By Jennifer O’Riordan
Children, pregnant women and new mothers are among the most vulnerable groups when it comes to healthcare deficiencies in Yemen.
Unfortunately, the infant mortality rate in the country currently stands at 57 in every 1000 births, according to World Bank figures, which puts it closer to its African neighbors of Eritrea (42) and Djibouti (73), rather than its Arab neighbors Oman (8) or Saudi Arabia (15).
Counterpart’s Responsive Governance Project (RGP) in Yemen has undertaken a series of initiatives to improve the situation for them.
RGP brought together national civil society organizations, maternal health associations, academics and healthcare specialists Jan. 28 for a major introductory workshop on adopting new policies in the areas of maternal and child health.
“Maternal mortality is still very high in Yemen,” Dr. Jamila Alraabi, who is the Deputy Minister of Yemen’s Ministry of Health, told the audience. “Seven women are dying every day from pregnancy and childbirth. Over 90 percent of these deaths are preventable.”
The aim of the event was to discuss and promote state policies that will offer much-needed free childbirth, family planning and emergency obstetric services.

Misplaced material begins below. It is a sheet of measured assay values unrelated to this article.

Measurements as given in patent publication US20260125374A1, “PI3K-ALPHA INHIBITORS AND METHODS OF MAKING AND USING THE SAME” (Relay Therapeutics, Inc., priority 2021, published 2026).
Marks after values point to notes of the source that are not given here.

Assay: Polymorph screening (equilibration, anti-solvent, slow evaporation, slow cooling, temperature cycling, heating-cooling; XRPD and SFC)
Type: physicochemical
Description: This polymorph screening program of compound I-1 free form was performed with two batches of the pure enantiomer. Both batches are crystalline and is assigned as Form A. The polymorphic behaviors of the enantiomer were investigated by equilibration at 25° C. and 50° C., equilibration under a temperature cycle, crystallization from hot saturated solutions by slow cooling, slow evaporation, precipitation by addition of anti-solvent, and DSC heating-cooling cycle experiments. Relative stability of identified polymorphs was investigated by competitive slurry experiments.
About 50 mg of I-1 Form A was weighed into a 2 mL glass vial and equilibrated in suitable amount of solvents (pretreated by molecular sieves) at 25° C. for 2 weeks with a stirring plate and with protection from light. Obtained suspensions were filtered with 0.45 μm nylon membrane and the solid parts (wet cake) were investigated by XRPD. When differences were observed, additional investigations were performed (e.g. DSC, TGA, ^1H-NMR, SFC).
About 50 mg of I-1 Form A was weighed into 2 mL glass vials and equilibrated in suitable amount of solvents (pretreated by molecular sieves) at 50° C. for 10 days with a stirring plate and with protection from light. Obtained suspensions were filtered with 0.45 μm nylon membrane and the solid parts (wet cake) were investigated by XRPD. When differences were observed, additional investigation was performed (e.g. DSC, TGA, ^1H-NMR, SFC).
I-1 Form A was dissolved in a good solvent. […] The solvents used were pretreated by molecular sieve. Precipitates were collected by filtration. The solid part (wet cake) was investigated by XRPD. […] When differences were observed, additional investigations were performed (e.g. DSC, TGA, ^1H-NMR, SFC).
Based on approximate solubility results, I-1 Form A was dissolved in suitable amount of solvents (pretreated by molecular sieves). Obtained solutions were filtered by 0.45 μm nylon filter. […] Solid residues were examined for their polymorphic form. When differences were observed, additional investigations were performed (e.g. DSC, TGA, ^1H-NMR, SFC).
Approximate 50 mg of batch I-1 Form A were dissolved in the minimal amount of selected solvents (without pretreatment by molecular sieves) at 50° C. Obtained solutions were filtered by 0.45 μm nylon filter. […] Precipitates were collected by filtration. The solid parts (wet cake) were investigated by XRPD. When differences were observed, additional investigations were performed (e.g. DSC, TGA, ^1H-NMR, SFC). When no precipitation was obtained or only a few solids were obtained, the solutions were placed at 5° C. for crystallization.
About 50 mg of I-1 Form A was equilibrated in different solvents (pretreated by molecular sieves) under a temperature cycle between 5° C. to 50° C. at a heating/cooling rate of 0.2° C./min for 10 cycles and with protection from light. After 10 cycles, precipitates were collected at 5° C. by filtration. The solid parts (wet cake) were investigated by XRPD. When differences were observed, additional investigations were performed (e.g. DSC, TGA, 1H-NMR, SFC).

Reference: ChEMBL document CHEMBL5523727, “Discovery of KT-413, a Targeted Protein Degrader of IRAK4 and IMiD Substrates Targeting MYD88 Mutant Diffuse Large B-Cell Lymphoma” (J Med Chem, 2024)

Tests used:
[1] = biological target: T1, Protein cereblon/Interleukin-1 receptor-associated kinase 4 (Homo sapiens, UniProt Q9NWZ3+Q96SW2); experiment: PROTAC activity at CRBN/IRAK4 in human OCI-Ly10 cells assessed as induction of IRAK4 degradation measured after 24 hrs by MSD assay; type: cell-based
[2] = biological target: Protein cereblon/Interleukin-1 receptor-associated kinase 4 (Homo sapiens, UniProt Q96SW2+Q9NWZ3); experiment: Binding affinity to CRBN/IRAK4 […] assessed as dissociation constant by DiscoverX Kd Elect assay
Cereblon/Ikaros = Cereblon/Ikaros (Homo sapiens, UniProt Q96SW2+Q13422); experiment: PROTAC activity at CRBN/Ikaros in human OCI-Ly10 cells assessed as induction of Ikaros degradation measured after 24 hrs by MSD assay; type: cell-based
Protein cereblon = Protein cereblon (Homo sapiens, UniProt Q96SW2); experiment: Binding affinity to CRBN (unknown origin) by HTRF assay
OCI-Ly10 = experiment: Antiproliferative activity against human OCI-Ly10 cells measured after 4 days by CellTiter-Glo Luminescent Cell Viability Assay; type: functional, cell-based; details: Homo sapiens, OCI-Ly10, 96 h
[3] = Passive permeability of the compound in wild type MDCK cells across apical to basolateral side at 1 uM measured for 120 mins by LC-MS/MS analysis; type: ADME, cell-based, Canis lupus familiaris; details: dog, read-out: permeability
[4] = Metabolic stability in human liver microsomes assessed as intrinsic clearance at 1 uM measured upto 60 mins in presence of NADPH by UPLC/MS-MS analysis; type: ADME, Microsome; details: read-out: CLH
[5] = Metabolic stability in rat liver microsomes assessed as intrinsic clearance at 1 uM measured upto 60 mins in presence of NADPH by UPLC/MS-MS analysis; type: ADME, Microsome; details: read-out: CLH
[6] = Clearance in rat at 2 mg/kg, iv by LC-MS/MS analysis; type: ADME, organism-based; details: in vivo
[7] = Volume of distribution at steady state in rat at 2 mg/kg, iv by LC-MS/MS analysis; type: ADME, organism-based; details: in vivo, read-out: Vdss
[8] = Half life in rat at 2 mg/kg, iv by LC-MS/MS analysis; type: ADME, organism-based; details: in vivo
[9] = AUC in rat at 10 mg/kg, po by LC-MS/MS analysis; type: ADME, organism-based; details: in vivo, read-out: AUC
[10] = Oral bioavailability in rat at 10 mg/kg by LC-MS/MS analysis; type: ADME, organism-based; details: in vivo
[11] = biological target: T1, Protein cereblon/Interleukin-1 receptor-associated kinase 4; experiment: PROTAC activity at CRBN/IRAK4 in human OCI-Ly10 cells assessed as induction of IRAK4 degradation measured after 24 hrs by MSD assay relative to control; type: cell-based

These policies are a vital stepping stone in improving the overall standard of maternal and child health in Yemen, and of course in reducing the country’s high infant and maternal mortality rates.
The workshop took place as part of RGP’s Yemen Advocacy Program, which will continue to support the stakeholders in urging decision makers to enact a national law that will improve emergency obstetric services throughout Yemen.
Through RGP, Counterpart is working side-by-side with the local government and civil society organizations to strengthen these institutions and improve the level of public service delivery across many different areas.
The five-year project encourages civic participation, strengthens the capacity of government institutions to meet citizen’s needs and works with local civil society organizations to ensure that they are strong enough to channel the voices of the people they represent.